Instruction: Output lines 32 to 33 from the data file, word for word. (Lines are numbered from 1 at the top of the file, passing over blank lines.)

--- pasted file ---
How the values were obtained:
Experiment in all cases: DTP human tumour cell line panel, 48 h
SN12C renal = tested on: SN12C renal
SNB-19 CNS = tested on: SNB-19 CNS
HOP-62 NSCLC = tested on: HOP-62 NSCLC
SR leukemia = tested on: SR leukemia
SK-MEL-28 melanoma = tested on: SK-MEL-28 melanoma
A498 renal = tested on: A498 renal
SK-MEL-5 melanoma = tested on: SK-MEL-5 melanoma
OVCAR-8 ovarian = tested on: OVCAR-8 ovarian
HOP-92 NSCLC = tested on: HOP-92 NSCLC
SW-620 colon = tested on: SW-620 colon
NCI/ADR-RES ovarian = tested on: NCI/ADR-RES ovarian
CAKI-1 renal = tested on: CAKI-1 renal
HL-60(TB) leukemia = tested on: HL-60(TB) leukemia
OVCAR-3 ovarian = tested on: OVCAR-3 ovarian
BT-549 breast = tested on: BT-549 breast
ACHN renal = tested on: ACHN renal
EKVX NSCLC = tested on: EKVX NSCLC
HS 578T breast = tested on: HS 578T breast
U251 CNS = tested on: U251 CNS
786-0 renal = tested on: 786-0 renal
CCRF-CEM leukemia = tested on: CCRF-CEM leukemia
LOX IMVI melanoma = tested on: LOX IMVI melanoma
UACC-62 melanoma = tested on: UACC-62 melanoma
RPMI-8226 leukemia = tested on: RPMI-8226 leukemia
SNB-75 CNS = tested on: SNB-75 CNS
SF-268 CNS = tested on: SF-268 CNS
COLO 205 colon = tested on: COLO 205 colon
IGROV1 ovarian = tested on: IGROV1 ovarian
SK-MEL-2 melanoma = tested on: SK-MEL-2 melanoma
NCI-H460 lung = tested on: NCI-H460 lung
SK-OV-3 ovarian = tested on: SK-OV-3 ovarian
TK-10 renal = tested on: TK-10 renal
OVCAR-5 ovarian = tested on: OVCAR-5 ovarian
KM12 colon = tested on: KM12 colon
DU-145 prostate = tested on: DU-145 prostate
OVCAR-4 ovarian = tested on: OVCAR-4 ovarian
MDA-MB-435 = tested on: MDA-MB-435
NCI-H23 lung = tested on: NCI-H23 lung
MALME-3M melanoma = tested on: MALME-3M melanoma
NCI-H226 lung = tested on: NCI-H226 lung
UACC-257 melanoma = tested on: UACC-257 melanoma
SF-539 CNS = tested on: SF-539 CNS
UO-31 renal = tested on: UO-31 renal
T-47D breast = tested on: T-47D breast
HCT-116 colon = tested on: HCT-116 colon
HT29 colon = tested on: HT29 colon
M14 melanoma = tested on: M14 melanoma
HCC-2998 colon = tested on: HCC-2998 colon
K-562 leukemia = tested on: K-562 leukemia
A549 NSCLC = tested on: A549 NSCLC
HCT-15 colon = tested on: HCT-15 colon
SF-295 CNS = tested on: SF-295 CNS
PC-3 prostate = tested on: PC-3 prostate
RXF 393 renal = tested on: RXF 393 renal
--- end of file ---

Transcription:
NCI-H460 lung = tested on: NCI-H460 lung
SK-OV-3 ovarian = tested on: SK-OV-3 ovarian